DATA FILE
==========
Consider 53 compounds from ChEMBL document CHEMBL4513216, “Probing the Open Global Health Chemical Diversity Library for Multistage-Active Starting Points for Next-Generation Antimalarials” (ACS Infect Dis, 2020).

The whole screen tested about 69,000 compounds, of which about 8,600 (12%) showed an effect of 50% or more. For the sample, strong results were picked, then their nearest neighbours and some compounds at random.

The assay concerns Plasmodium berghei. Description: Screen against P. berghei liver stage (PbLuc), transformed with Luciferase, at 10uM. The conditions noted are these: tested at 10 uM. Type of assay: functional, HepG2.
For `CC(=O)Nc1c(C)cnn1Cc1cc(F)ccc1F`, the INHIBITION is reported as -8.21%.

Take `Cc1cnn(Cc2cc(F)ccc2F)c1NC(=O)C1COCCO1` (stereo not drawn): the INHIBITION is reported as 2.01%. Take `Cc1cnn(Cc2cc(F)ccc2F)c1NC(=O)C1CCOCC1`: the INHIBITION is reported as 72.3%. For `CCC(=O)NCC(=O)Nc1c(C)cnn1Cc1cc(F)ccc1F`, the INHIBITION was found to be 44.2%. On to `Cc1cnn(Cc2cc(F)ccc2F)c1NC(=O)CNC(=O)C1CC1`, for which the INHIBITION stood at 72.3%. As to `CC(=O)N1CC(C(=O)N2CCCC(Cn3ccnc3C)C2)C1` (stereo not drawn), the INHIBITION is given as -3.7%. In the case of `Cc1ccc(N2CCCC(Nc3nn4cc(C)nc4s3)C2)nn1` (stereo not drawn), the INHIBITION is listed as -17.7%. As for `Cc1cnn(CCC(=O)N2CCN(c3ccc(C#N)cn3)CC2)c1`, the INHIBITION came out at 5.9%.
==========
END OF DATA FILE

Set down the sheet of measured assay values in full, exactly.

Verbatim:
Consider 53 compounds from ChEMBL document CHEMBL4513216, “Probing the Open Global Health Chemical Diversity Library for Multistage-Active Starting Points for Next-Generation Antimalarials” (ACS Infect Dis, 2020).

The whole screen tested about 69,000 compounds, of which about 8,600 (12%) showed an effect of 50% or more. For the sample, strong results were picked, then their nearest neighbours and some compounds at random.

The assay concerns Plasmodium berghei. Description: Screen against P. berghei liver stage (PbLuc), transformed with Luciferase, at 10uM. The conditions noted are these: tested at 10 uM. Type of assay: functional, HepG2.
For `CC(=O)Nc1c(C)cnn1Cc1cc(F)ccc1F`, the INHIBITION is reported as -8.21%.

Take `Cc1cnn(Cc2cc(F)ccc2F)c1NC(=O)C1COCCO1` (stereo not drawn): the INHIBITION is reported as 2.01%. Take `Cc1cnn(Cc2cc(F)ccc2F)c1NC(=O)C1CCOCC1`: the INHIBITION is reported as 72.3%. For `CCC(=O)NCC(=O)Nc1c(C)cnn1Cc1cc(F)ccc1F`, the INHIBITION was found to be 44.2%. On to `Cc1cnn(Cc2cc(F)ccc2F)c1NC(=O)CNC(=O)C1CC1`, for which the INHIBITION stood at 72.3%. As to `CC(=O)N1CC(C(=O)N2CCCC(Cn3ccnc3C)C2)C1` (stereo not drawn), the INHIBITION is given as -3.7%. In the case of `Cc1ccc(N2CCCC(Nc3nn4cc(C)nc4s3)C2)nn1` (stereo not drawn), the INHIBITION is listed as -17.7%. As for `Cc1cnn(CCC(=O)N2CCN(c3ccc(C#N)cn3)CC2)c1`, the INHIBITION came out at 5.9%.